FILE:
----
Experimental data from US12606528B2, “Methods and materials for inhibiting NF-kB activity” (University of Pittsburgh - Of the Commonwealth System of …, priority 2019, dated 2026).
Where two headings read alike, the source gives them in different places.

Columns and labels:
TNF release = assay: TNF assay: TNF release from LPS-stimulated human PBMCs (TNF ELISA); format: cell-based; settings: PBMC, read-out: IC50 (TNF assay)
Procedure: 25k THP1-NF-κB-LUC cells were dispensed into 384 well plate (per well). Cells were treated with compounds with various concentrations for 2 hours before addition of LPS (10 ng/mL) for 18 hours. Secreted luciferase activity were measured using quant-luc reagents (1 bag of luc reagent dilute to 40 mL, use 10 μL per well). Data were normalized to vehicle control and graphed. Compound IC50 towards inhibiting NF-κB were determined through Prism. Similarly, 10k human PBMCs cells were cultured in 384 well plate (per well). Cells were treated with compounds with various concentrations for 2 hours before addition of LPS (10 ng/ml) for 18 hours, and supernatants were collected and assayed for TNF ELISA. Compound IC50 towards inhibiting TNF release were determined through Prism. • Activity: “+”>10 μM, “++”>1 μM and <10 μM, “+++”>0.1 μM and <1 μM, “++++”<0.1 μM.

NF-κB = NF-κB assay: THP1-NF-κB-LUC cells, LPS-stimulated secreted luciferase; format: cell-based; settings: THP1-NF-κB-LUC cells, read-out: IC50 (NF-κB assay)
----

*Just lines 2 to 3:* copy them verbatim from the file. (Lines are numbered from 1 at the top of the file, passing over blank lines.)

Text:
Where two headings read alike, the source gives them in different places.

Columns and labels: